“I found it a fascinating subject, but I learned there were scant career prospects in that field because NASA had cut back on funding research in astrobiology,” he said.

In 1989, eager to continue biological research, Dr. Hawker, with his wife and young daughter, moved 100 miles from Houston’s enormous metropolitan region to the relatively small town of College Station to work toward a doctoral degree at Texas A&M University.

“After my stint researching astrobiology, I found an interest in human health, particularly cell biology,” he said of his arrival at Texas A&M’s health sciences center. “I did my dissertation on angiogenesis, or growing new blood vessels in plain speak.”

While doing research at Texas A&M, Dr. Hawker also had an opportunity to get behind the lectern, teaching cell biology to medical students.

Dr. Hawker’s career path came to abrupt turn in the road at College Station—his wife died of cancer.

Late in 2002, he decided to move with his 13-year-old daughter to Tampa to take up a research position at the Moffitt Cancer Center.

“With the death of my wife from cancer, doing research at an academic cancer center meant something to me,” he said. “I had to move on and do something different.”

Most research positions come about through grant funding, and Dr. Hawkers’ Moffitt job came to an end in 2005. So, looking for work, he accepted a full-time teaching position at nearby Hillsborough Community College.

“Several friends in the profession told me I had knack for teaching,” he said. He put aside the lab coat and took on a regular teaching load, introducing students to microbiology and A&P.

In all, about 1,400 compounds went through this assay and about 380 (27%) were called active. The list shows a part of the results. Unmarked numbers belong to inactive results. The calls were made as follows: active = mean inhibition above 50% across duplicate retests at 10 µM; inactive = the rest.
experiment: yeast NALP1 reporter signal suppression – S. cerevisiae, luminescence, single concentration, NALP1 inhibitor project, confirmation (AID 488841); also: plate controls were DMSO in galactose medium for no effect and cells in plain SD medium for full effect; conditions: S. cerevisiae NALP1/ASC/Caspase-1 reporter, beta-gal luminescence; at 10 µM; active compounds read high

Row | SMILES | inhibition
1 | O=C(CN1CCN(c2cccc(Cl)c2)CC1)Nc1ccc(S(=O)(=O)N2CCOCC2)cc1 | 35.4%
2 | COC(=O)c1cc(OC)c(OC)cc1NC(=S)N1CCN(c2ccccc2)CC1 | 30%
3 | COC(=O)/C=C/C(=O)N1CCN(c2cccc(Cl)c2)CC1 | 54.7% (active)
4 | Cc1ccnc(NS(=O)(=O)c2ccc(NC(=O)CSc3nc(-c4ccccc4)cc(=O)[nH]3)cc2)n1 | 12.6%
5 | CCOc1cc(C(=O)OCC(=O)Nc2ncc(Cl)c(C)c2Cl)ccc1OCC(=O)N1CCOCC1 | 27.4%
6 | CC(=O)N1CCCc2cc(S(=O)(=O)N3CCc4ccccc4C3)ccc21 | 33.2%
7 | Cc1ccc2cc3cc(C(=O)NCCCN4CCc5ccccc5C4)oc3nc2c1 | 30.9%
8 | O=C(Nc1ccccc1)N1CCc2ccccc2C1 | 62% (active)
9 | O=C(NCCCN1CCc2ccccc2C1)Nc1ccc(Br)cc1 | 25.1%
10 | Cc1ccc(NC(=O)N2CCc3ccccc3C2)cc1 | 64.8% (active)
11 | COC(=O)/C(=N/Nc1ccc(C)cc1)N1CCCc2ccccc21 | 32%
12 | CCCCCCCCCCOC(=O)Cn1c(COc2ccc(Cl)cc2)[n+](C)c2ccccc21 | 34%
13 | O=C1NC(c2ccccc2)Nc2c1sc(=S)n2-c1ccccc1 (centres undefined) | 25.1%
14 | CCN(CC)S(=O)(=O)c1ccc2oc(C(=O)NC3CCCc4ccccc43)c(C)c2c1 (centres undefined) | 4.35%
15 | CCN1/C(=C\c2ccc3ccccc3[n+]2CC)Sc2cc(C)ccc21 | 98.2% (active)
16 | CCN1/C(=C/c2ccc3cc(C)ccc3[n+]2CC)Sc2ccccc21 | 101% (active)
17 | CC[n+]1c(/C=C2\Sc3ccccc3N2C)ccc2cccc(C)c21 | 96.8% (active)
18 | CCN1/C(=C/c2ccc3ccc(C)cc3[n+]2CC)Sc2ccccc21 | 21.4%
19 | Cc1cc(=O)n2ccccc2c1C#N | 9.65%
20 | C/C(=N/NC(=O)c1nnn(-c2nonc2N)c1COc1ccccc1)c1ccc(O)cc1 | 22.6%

Like many academic scientists, Dr. Hawker had been immersed in research, with classroom teaching often grafted on to one’s laboratory work. “I found at Hillsborough that what some friends saw as a knack became for me a passion,” he said.

While in Tampa, he met his second wife, who moved to Tallahassee to start a new job. Dr. Hawker followed and taught introductory biology to students at Florida State University and Tallahassee Community College.

“I was working as an adjunct instructor but I really wanted full-time employment,” he said of this time in Tallahassee. “After a statewide job search, SFSC offered me a position and I took it.”

Dr. Hawker taught his first class at SFSC in fall 2011. He already had six years of teaching students in associate degree programs the basics of biology. He noted the move to the region unfolded smoothly, with Hawker and his wife, Pat, readily appreciating the draw the community has for many newcomers.

He and his wife, who is an adjunct psychology instructor at SFSC, bought a home in Frostproof with a large yard, one that would accommodate Charlie, their Great Pyrenees.